Several patrol cars responded, but only one officer fired his weapon.
    The dashboard camera video captures the last moments of McDonald's life. Six seconds after exiting the police car, Van Dyke fires, striking McDonald. The teen was walking away from a line of police cruisers. He writhes on the ground, and Van Dyke continues to shoot. McDonald is struck 16 times.
    But that is not the story officers shared with the public on October 20.
    After speaking to the officers involved, longtime Chicago Police Department spokesman and now Fraternal Order of Police spokesman Pat Camden faced news cameras. Camden explained McDonald was wielding a knife and was shot once in the chest. Camden said the officers had no choice.
    "He was going at one of the officers. At that point, the officer defends himself," said Camden. "When police tell you to drop a weapon, all you have to do is drop it."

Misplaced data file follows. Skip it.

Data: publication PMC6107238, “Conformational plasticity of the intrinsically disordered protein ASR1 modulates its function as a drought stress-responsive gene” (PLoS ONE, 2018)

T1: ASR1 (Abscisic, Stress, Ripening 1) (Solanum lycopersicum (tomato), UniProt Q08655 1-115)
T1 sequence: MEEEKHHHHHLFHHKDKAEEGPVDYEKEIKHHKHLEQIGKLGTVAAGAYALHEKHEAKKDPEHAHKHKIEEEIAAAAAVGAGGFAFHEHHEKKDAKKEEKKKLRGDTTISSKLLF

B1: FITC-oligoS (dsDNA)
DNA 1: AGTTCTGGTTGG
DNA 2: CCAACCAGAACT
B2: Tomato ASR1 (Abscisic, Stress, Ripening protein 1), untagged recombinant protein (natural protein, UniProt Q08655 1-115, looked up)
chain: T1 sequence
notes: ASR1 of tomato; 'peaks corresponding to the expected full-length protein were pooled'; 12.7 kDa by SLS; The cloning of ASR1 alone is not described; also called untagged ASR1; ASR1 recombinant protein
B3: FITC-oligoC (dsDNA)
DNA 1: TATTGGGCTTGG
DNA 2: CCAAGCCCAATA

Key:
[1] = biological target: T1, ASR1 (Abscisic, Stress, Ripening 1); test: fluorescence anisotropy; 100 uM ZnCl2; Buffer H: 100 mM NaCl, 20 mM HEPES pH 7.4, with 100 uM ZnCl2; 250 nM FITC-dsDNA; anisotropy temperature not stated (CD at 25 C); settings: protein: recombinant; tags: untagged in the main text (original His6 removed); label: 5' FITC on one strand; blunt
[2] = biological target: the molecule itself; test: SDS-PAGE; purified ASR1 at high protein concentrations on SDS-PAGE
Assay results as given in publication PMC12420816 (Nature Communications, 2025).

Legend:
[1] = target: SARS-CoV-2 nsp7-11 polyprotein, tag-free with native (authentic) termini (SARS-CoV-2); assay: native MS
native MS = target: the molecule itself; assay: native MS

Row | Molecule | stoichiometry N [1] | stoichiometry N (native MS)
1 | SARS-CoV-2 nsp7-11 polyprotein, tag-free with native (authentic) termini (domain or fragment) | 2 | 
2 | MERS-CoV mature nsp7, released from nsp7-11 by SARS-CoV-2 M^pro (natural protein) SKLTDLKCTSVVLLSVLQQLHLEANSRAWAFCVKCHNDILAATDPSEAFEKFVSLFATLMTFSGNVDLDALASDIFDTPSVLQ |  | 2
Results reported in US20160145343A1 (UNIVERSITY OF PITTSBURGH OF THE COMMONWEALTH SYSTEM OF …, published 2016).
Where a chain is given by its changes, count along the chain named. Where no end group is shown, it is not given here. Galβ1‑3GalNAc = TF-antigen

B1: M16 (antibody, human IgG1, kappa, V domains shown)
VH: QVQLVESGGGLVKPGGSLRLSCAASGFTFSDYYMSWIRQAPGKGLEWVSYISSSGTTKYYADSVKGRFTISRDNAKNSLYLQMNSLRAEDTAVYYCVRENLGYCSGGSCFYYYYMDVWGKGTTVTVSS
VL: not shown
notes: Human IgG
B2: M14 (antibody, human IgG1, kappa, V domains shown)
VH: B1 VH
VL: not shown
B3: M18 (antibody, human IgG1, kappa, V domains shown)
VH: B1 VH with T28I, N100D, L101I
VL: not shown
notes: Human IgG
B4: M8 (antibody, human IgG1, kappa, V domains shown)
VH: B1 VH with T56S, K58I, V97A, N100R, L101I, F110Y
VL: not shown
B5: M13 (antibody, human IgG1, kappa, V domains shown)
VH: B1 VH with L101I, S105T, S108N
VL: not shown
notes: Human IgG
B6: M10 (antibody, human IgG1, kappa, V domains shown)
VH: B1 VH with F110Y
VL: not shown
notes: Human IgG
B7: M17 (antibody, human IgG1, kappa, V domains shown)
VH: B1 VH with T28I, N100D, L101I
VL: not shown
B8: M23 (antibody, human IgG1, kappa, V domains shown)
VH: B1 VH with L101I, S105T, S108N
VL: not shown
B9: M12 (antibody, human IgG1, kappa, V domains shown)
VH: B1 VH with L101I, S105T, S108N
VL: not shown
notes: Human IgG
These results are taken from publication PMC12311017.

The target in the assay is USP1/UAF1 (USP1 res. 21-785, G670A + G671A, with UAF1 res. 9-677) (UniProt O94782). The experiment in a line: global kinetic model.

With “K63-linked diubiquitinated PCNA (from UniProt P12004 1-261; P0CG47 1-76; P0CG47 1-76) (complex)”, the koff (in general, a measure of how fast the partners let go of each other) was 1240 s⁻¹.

Local news reporters, relying on the statements of the police, relayed news about McDonald's death. The unnamed officer was put on paid desk duty while the city opened an investigation into the shooting.
    The dashboard camera video was not released. Police cited an ongoing investigation.
    The next morning, the Cook County Medical Examiner conducted an autopsy on McDonald. The examiner lists the 16 wounds one by one: left scalp, neck, chest, elbow, arms, legs, hand, back. Nine of the gunshots entered from the back.
    That autopsy doesn't become public until February after the Invisible Institute, a Chicago-based nonprofit journalism organization, files a Freedom of Information Act request.

    Rahm Emanuel's re-election